Today in 1701, the birthday of Detroit, Michigan.

It’s an area that had been home to the Ojibwe, Ottawa, and Potawatomi, and Mound Builders even earlier.

A French trader and military man chose the site for what he called Fort Pontchartrain du détroit.

In modern times, Detroit is known for its long history making cars for the big US auto companies.

But before it was the Motor City, it was a Stove City.

(So in an alternate universe, Stevie Wonder recorded for Luxury Stove-town Records?)

Stoves were game changers in the mid 19th century.

Instead of trying to cook and heat a household over an open fire, people could regulate the heat.

That meant home cooks could made a wider range of recipes than ever before.

Plus, they could multitask, boiling tea, cooking dinner, baking bread and warming their irons all at once.

Detroit was already was already a national hub for metalwork; the city’s foundries made iron parts for railroads, steamships, farm equipment and more.

When stoves became popular and accessible, the city was ready to ramp up production.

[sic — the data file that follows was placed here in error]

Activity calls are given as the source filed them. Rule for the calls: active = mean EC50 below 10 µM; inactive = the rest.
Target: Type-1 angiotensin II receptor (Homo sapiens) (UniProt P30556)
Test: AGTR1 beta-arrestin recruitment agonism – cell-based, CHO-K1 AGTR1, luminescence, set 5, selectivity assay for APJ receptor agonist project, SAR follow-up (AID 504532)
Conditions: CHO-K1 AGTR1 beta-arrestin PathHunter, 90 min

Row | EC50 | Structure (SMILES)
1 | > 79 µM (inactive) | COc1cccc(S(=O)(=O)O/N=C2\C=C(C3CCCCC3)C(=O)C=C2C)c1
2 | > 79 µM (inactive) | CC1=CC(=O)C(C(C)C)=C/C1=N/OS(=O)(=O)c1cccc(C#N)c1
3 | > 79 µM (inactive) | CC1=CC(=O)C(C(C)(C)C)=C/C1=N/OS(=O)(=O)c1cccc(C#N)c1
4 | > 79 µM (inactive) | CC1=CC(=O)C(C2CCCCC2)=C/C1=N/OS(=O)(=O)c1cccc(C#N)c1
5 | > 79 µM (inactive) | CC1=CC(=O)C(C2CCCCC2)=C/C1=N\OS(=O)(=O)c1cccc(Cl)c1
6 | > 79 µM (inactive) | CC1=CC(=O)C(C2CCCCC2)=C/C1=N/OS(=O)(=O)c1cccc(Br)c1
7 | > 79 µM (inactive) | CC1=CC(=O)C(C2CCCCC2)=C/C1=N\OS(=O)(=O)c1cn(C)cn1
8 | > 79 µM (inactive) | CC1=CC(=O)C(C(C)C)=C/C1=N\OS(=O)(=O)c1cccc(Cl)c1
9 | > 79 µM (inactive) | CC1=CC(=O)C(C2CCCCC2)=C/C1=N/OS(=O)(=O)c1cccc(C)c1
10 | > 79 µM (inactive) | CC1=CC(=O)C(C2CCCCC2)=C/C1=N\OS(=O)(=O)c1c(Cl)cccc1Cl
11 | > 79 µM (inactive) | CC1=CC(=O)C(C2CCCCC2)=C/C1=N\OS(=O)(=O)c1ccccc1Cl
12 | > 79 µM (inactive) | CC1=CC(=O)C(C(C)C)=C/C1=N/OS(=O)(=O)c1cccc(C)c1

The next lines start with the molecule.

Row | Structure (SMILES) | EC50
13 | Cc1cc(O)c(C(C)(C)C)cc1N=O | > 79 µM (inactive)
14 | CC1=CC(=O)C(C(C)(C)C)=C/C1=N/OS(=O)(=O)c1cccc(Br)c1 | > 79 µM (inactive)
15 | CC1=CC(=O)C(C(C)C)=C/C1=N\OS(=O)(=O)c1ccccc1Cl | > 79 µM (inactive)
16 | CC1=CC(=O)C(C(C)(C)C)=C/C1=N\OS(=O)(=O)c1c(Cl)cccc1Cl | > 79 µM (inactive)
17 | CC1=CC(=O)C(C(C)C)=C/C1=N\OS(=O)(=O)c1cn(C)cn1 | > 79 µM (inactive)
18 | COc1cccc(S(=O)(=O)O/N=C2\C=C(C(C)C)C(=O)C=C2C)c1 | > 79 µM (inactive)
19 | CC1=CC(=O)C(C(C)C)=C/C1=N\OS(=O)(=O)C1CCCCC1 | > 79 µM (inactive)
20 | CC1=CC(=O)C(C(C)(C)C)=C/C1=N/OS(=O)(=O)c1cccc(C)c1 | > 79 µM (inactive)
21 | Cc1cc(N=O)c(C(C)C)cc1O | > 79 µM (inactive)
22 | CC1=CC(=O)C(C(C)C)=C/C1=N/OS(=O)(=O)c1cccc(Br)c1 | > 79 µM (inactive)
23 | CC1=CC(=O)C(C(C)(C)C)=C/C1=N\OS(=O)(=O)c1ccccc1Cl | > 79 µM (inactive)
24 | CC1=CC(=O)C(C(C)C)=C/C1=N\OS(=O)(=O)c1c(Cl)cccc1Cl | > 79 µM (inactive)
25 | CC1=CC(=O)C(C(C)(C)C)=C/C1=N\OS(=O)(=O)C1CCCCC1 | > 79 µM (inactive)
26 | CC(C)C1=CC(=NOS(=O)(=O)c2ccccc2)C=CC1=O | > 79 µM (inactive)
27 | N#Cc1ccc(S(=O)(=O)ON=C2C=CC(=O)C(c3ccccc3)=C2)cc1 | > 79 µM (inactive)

At one point, one out of every 10 stoves being sold in the world was from one of Detroit’s big four stove companies.

Some of these manufacturers are still in business today.

And the history of Detroit stoves had its fans even as the auto industry became Detroit’s signature line of work in the 20th Century.

The Michigan Stove Company decided to advertise their products and promote the Detroit stove industry as a whole by creating a giant wooden replica of a Garland stove to display at the 1893 Columbian Exposition in Chicago.

It was 25 feet tall, 30 feet long and 20 feet wide.

The big wooden stove eventually made its way back to Michigan and was kept on display in a number of locations until 2011, when it was hit by lightning and burned down.

Today in 1897, the birthday of aviation great Amelia Earhart in Atchison, Kansas.

Fun fact: the Library of Congress’s collection includes a set of the famous pilot’s palm prints!

When stoves were the hot new thing (Detroit News)

Exploring Amelia Earhart with Library of Congress Primary Sources (Library of Congress)

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Photo by Maia C. via Wikicommons/Creative Commons